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Principles Of Design

The principles of design are the rules a designer must follow to create an effective and attractive composition. The fundamental principles of design are: Emphasis, Balance and Alignment, Contrast, Repetition, Proportion, Movement, and White Space. The following are more articles on Design Principles to help guide you in the competition.

First Principles Thinking: The Definitive Guide (  Aristotle defined a first principle as “the first basis from which a thing is known.” 

First Principles: Elon Musk on the Power of Thinking for Yourself (  “Instead of buying a finished rocket for tens of millions, Musk decided to create his own company, purchase the raw materials for cheap, and build the rockets himself. SpaceX was born.”

Integrative Design...
The Great Underused Lever

Energy end-use efficiency’s potential is large1 and little tapped. Yet all official studies substantially understate its potential and overstate its cost because they focus on individual technologies without also counting integrative design that optimally combines those technologies. The efficiency resource keeps getting bigger and cheaper as innovation, competition, and volume make energy-saving technologies more effective and less costly—both faster than they’re being applied.2 But even more critical complementary advances in integrative design remain nearly invisible, unrecognized, untaught, and practiced only by a small subset of exceptional designers.


 Doug Houseman has a series of linkedin posts regarding how the United Staets will gets to zero for the electricity and transportation sectors.  Here are a few of his links to posts on his plan.


Optimizing Energy and Mass Flows

 Process (energy and mass flow) integration (Wikipedia)1 “is a term in chemical engineering which has two possible meanings.”

“A holistic approach to process design which emphasizes the unity of the process and considers the interactions between different unit operations from the outset, rather than optimizing them separately…”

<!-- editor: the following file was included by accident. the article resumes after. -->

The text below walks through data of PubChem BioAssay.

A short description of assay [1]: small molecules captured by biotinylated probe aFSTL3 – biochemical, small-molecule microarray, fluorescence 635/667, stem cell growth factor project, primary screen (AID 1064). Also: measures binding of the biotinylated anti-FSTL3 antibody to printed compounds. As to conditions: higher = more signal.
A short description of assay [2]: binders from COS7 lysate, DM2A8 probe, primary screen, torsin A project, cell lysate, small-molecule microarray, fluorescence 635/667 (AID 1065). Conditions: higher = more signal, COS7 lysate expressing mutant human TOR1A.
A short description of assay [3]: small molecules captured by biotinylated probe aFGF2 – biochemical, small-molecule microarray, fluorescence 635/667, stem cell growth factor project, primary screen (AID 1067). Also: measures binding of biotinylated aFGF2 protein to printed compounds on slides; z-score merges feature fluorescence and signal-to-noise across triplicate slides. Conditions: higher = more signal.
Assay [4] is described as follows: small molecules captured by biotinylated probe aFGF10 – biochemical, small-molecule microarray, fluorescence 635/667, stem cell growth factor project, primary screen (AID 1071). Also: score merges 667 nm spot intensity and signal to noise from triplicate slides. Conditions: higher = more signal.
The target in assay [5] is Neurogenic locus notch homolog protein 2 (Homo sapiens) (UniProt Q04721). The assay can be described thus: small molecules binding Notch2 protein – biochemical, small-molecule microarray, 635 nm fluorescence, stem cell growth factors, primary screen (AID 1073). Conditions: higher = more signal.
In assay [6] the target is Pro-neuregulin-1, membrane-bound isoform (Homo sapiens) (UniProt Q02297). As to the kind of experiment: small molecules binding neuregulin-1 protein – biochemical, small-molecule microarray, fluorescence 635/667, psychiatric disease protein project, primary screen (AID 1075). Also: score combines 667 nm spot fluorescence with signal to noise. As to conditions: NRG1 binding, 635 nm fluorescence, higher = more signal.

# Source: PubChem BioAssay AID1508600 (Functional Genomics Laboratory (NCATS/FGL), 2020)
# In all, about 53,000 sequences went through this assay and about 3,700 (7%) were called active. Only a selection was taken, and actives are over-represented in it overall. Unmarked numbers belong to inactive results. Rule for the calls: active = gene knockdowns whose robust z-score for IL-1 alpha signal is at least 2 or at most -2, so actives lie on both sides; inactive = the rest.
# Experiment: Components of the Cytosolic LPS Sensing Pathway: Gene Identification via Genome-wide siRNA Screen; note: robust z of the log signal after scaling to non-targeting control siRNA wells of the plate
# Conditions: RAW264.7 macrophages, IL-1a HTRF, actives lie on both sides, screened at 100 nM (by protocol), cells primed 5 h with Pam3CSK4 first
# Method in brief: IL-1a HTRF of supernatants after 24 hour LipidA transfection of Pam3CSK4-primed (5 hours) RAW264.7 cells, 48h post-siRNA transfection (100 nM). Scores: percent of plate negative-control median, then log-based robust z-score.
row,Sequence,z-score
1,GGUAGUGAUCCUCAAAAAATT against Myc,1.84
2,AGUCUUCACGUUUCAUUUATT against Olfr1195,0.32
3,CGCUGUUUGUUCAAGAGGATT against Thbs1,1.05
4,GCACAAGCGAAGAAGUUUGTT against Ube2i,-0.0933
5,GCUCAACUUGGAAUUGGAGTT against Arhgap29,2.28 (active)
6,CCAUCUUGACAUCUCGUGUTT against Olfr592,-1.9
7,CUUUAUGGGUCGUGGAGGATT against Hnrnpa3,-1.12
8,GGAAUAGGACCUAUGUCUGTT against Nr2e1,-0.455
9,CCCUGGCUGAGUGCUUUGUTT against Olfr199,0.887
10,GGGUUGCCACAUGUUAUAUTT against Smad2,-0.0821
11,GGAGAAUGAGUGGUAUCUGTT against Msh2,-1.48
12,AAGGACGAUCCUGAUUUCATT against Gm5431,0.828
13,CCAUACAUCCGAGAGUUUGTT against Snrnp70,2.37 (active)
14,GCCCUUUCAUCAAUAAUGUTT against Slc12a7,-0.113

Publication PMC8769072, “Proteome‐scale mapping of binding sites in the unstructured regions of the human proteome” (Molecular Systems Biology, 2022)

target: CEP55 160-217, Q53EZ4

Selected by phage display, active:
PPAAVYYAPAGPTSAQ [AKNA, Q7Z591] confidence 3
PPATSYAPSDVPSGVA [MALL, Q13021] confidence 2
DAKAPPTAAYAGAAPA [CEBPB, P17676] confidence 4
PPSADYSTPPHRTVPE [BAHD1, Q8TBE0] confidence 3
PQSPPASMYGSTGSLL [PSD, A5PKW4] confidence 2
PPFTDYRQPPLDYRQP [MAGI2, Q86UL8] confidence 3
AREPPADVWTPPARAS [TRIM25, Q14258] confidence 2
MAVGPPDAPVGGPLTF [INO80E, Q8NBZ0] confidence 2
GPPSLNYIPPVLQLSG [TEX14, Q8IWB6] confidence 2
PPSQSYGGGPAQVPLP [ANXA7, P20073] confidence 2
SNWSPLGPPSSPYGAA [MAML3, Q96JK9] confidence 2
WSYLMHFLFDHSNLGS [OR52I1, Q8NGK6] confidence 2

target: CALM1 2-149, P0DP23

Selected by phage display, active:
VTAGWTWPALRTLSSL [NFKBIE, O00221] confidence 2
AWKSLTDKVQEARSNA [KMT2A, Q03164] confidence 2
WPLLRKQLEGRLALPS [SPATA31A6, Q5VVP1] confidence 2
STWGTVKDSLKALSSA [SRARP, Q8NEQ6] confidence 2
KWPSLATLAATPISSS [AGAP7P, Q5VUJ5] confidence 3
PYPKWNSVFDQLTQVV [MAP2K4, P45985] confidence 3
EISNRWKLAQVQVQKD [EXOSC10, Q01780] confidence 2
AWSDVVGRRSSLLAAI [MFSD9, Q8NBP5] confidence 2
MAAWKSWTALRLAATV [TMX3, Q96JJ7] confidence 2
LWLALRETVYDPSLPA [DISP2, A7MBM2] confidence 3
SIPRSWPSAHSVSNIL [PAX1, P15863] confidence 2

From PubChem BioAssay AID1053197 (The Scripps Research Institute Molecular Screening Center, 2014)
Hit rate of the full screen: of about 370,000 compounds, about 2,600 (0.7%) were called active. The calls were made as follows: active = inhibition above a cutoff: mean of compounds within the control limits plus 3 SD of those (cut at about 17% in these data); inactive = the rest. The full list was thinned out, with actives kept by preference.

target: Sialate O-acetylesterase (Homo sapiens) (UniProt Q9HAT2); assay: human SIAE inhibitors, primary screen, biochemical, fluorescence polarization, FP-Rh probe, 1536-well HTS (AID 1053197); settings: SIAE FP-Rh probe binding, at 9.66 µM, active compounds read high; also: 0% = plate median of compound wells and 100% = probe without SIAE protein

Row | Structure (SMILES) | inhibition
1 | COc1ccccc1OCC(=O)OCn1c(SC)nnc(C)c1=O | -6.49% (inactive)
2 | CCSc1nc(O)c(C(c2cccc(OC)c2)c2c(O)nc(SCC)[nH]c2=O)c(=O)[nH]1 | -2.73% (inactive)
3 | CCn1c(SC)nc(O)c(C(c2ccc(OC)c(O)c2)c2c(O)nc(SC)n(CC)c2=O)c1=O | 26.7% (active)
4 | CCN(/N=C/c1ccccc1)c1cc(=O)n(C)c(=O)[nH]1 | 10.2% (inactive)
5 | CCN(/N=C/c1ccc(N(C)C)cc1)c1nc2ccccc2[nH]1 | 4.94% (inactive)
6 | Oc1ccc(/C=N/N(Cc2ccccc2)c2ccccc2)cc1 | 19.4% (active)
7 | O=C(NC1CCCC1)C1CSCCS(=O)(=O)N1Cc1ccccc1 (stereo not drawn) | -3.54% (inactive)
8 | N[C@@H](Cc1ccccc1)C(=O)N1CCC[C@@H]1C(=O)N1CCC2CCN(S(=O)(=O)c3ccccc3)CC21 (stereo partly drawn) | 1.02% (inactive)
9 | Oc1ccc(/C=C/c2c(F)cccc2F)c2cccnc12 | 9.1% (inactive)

Pinch analysis, a technique for designing a (heating and cooling systems) to minimize energy consumption and maximize heat recovery…”2 


 1-Pro Tip:  Get to the source.  While peer review journals disqualify references to Wikipedia, sometimes it is a good place to start the search for tracking down sourced, foundational references.

2- Curator’s Note:  Two “pinch analysis” articles by Bodo Linnhoff in Chemical Engineering Progress in perhaps the late 1980’s and early 1990s tooled me to use first principles to render or correct system energy integrations in one swoop.  The first article gave the principles and the methods.  The second article was recognition of the 80/20 rule.  My takeaway was, “If an absolutist approach is taken to efficiency, then in the real world there can be unintended consequences, like overly complex operations, impractical start-up sequences, and overinvestment in capital.” Ironically, once I understood the first principles, I never needed to do a rigorous pinch analysis per se.  For example, it is possible to “see” gross thermodynamic efficiency violations by identifying wide temperature approaches in individual heat exchangers.  And in cryogenic design most simulators have the approaches built into their complex heat exchanger models.  (If anyone can provide the references to those Bodo Linnhoff articles it would be appreciated.)

Key takeaways from Michael Liebreich and Amory Lovins discussion about integrative design and energy efficiency:    

“… doing seven things may get a quarter energy reduction… fifty more may get another quarter…”

“Relentless patience and meticulous attention to detail …”

“Friction in a pipe goes down as nearly a fifth power of its diameter. But its cost goes up as a second order of its diameter… Pipes should be fat, short, and straight; not narrow, long, and crooked.”

“Bend minds, not pipes!” 

“Most people don’t think of design as a scaling vector.”

“It’s not a technology.  It’s a bloody design method.”

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